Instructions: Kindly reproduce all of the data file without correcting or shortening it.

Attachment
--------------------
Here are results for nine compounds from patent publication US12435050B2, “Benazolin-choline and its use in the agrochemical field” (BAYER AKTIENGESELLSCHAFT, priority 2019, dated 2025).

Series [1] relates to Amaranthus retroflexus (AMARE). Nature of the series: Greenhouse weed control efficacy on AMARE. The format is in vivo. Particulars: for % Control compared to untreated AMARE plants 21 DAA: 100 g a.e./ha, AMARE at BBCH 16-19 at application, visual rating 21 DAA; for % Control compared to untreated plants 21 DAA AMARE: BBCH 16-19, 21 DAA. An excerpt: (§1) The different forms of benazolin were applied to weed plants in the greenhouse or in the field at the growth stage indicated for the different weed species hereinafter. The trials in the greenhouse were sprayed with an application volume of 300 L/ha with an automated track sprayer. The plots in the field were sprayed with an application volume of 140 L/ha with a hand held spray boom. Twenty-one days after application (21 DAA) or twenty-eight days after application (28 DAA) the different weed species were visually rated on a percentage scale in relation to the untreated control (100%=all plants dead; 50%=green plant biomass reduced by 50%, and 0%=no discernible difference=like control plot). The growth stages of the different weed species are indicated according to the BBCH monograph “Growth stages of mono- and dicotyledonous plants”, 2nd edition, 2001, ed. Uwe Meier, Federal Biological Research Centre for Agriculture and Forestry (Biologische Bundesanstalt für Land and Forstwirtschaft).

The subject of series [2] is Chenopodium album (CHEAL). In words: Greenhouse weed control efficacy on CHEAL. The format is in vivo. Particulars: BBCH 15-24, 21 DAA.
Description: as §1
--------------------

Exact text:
Here are results for nine compounds from patent publication US12435050B2, “Benazolin-choline and its use in the agrochemical field” (BAYER AKTIENGESELLSCHAFT, priority 2019, dated 2025).

Series [1] relates to Amaranthus retroflexus (AMARE). Nature of the series: Greenhouse weed control efficacy on AMARE. The format is in vivo. Particulars: for % Control compared to untreated AMARE plants 21 DAA: 100 g a.e./ha, AMARE at BBCH 16-19 at application, visual rating 21 DAA; for % Control compared to untreated plants 21 DAA AMARE: BBCH 16-19, 21 DAA. An excerpt: (§1) The different forms of benazolin were applied to weed plants in the greenhouse or in the field at the growth stage indicated for the different weed species hereinafter. The trials in the greenhouse were sprayed with an application volume of 300 L/ha with an automated track sprayer. The plots in the field were sprayed with an application volume of 140 L/ha with a hand held spray boom. Twenty-one days after application (21 DAA) or twenty-eight days after application (28 DAA) the different weed species were visually rated on a percentage scale in relation to the untreated control (100%=all plants dead; 50%=green plant biomass reduced by 50%, and 0%=no discernible difference=like control plot). The growth stages of the different weed species are indicated according to the BBCH monograph “Growth stages of mono- and dicotyledonous plants”, 2nd edition, 2001, ed. Uwe Meier, Federal Biological Research Centre for Agriculture and Forestry (Biologische Bundesanstalt für Land and Forstwirtschaft).

The subject of series [2] is Chenopodium album (CHEAL). In words: Greenhouse weed control efficacy on CHEAL. The format is in vivo. Particulars: BBCH 15-24, 21 DAA.
Description: as §1